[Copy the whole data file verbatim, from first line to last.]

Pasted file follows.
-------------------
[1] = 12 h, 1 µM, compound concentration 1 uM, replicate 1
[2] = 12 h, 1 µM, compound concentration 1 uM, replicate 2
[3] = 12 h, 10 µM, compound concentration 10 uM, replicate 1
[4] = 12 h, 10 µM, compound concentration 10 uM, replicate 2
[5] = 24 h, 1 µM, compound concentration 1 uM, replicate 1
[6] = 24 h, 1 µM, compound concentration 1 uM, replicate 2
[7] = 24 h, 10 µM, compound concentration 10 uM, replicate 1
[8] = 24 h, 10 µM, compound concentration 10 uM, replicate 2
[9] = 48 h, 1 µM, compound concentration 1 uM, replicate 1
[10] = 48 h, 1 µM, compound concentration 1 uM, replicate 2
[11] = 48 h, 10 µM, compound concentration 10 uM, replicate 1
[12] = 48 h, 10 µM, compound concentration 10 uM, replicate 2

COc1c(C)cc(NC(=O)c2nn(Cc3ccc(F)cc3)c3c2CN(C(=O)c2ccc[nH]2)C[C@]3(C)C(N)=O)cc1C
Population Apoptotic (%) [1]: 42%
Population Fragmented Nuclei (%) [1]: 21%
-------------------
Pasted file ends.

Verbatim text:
[1] = 12 h, 1 µM, compound concentration 1 uM, replicate 1
[2] = 12 h, 1 µM, compound concentration 1 uM, replicate 2
[3] = 12 h, 10 µM, compound concentration 10 uM, replicate 1
[4] = 12 h, 10 µM, compound concentration 10 uM, replicate 2
[5] = 24 h, 1 µM, compound concentration 1 uM, replicate 1
[6] = 24 h, 1 µM, compound concentration 1 uM, replicate 2
[7] = 24 h, 10 µM, compound concentration 10 uM, replicate 1
[8] = 24 h, 10 µM, compound concentration 10 uM, replicate 2
[9] = 48 h, 1 µM, compound concentration 1 uM, replicate 1
[10] = 48 h, 1 µM, compound concentration 1 uM, replicate 2
[11] = 48 h, 10 µM, compound concentration 10 uM, replicate 1
[12] = 48 h, 10 µM, compound concentration 10 uM, replicate 2

COc1c(C)cc(NC(=O)c2nn(Cc3ccc(F)cc3)c3c2CN(C(=O)c2ccc[nH]2)C[C@]3(C)C(N)=O)cc1C
Population Apoptotic (%) [1]: 42%
Population Fragmented Nuclei (%) [1]: 21%